9. Weed invasion may be threatening the ecological function of Araluen Scarp Grassy Forest in the South East Corner Bioregion with parts of the community potentially subject to invasion by pastoral weeds. Survey work to date has focused on the best examples of the community, hence little is known about the patches worst-affected by weeds. The following introduced species however are known to occur within Araluen Scarp Grassy Forest in the South East Corner Bioregion:


Bidens pilosa

Cobblers Pegs

Centaurium erythraea

Common Centaury

Cirsium vulgare

Spear Thistle

Hypochaeris radicata


Lepidium africanum


Paronychia brasiliana

Chilean Whitlow Wort

Phytolacca octandra


Plantago lanceolata

Lamb's Tongues

Rosa rubiginosa

Sweet Briar

Rubus ulmifolius


Senecio spp.


Sida rhombifolia

Paddy's Lucerne

Solanum pseudocapsicum

Madeira Winter

Sonchus asper

Prickly Sowthistle

Sonchus oleraceus

Common Sowthistle

Stellaria media

Common Chickweed

Taraxacum officinale


Verbascum virgatum

Twiggy Mullein

Verbena rigida

Veined Verbena


10. Habitat degradation associated with overgrazing, erosion and weed invasion is contributing to a moderate reduction in ecological function of Araluen Scarp Grassy Forest in the South East Corner Bioregion.


11. Araluen Scarp Grassy Forest in the South East Corner Bioregion is not eligible to be listed as a Critically Endangered Ecological Community.


12. Araluen Scarp Grassy Forest in the South East Corner Bioregion is eligible to be listed as an Endangered Ecological Community as, in the opinion of the Scientific Committee, it is facing a very high risk of extinction in New South Wales in the near future, as determined in accordance with the following criteria as prescribed by the Threatened Species Conservation Regulation 2002:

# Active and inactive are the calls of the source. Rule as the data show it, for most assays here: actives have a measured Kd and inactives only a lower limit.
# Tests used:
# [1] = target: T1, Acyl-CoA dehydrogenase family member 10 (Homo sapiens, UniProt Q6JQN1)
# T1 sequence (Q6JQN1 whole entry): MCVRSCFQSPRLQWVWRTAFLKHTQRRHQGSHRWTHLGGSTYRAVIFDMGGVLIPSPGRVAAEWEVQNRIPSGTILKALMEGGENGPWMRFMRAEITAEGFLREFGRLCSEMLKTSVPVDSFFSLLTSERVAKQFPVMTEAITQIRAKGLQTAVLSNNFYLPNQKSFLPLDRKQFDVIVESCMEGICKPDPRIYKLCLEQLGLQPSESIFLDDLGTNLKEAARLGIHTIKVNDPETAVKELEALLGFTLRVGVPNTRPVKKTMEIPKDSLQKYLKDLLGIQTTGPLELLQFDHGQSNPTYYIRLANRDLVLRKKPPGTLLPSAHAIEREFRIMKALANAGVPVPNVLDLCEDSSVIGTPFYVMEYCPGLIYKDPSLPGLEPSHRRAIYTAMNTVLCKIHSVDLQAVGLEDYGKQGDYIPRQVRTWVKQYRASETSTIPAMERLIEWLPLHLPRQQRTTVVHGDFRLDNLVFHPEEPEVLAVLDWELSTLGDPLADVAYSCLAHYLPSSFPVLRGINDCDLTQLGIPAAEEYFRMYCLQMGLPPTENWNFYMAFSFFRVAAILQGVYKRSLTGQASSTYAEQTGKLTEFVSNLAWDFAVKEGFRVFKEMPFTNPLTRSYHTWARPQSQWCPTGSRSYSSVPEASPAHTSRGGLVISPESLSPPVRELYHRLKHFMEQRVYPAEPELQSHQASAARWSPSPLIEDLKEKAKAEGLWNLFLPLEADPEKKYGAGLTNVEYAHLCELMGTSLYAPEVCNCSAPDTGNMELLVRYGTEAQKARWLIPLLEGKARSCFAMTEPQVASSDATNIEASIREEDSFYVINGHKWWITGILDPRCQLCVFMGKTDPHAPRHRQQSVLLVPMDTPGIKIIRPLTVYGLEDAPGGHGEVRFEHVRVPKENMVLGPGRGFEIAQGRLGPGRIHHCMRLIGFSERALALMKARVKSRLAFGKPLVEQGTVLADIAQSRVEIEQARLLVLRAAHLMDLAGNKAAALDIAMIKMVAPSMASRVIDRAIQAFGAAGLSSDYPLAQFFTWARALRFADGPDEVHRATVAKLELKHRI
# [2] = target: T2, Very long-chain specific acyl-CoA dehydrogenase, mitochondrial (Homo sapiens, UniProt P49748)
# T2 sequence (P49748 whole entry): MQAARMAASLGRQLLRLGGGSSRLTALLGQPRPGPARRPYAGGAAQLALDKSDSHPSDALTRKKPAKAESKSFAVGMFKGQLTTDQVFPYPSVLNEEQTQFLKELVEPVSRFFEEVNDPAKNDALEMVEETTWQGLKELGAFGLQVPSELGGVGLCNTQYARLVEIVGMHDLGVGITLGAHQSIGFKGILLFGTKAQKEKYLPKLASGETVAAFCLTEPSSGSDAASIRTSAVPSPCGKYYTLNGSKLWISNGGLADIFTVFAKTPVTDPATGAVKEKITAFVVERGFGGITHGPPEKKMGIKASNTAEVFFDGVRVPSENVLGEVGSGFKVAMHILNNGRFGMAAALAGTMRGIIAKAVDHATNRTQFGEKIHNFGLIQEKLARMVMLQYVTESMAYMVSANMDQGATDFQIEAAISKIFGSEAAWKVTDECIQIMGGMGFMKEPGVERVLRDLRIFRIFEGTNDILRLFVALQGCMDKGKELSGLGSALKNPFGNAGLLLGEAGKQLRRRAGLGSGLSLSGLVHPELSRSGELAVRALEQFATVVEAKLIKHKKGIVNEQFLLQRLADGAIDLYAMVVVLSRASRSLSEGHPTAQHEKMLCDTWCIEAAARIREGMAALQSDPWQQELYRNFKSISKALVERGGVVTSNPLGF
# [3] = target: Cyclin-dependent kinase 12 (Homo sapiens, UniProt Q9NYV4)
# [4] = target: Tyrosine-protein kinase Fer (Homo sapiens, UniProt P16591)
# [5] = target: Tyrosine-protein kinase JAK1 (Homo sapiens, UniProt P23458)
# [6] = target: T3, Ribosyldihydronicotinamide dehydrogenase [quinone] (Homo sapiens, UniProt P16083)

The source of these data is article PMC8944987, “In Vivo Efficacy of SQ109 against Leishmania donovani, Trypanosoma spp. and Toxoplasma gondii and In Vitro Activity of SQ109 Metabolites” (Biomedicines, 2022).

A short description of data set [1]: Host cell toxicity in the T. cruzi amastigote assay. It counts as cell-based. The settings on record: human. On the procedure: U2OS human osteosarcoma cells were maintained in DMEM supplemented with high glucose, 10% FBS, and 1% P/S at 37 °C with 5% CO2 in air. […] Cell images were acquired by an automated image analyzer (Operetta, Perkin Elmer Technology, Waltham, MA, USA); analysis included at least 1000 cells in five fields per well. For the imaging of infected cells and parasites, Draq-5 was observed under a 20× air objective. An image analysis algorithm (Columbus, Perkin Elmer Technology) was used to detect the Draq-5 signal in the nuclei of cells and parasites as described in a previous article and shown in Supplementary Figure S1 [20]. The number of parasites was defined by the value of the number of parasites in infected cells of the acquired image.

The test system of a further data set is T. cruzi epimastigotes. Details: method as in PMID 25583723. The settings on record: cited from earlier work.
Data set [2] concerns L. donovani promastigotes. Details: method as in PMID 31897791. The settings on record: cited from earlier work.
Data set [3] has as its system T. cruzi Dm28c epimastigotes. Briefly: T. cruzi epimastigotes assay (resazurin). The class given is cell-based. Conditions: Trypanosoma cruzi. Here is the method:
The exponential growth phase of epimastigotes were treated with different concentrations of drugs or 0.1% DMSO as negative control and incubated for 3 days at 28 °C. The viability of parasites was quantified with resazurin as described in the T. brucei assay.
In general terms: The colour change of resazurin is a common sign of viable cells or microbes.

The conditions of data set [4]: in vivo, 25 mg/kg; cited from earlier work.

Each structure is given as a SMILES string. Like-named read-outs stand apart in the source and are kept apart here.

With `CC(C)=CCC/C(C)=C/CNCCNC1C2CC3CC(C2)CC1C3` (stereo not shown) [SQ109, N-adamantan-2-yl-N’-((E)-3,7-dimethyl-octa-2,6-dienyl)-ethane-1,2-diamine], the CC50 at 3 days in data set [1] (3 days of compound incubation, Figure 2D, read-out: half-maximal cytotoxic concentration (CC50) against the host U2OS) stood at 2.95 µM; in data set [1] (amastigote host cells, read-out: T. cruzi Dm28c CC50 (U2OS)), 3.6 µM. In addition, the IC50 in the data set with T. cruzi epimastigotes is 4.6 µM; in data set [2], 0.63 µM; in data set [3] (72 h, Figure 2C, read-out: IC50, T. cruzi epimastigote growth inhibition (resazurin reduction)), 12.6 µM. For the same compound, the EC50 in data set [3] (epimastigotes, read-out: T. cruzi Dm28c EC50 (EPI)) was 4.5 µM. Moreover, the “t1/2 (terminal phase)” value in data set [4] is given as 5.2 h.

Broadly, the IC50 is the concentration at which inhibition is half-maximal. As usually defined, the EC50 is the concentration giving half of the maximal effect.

Clause 26

The ecological community’s geographic distribution is estimated or inferred to be:

(b) highly restricted

and the nature of its distribution makes it likely that the action of a threatening process could cause it to decline or degrade in extent or ecological function over a time span appropriate to the life cycle and habitat characteristics of the ecological community’s component species.


Dr Richard Major


Scientific Committee


Proposed Gazettal date: 14/10/11

Exhibition period: 14/10/11 - 9/12/11


Note this ecological community was originally listed in 2010 as indicated in the determination




EcoGIS (2001) ‘Vulnerable Ecosystems of Eurobodalla Shire.’ Report to Eurobodalla Shire Council.


Gellie NJH (2005) Native vegetation of the southern forests: South-east Highlands, Australian Alps, South-west Slopes and South-east Corner Bioregions. Cunninghamia 9, 219-254.


IUCN (2008) ‘Guidelines for using the IUCN Red List Categories and Criteria. Version 7.0.’ (Standards and Petitions Working Group of the IUCN Species Survival Commission Biodiversity Assessments Sub-committee: Switzerland). (


Keith DA (2004) 'Ocean shores to desert dunes: the native vegetation of New South Wales and the ACT.' (NSW Department of Environment and Conservation, Sydney)


Thackway R, Cresswell ID (1995) An interim biogeographic regionalisation for Australia: a framework for setting priorities in the National Reserves System Cooperative Program. (Version 4.0. Australian Nature Conservation Agency: Canberra.)


Thomas V, Gellie N, Harrison T (2000) ‘Forest Ecosystem Classification and Mapping for the Southern CRA Region.’ Report for the NSW CRA/RFA Steering Committee, Project No. NS 08EH. NSW National Parks and Wildlife Service, Queanbeyan.


Tindall D, Pennay C, Tozer MG, Turner K, Keith DA (2004) ‘Native vegetation map report series. No. 4. Araluen, Batemans Bay, Braidwood, Burragorang, Goulburn, Jervis Bay, Katoomba, Kiama, Moss Vale, Penrith, Port Hacking, Sydney, Taralga, Ulladulla, Wollongong.’ NSW Department of Environment and Conservation and NSW Department of Infrastructure, Planning and Natural Resources, Sydney.


Tozer MG, Turner K, Keith DA, Simpson C, Beukers P, Mackenzie B, Tindall D, Pennay C (2004) ‘Native vegetation of southeast NSW: a revised classification and map for the coast and eastern tablelands.’ Version 1.0. NSW Department of Environment and Conservation and NSW Department of Natural Resources, Sydney.

Page last updated: 14 October 2011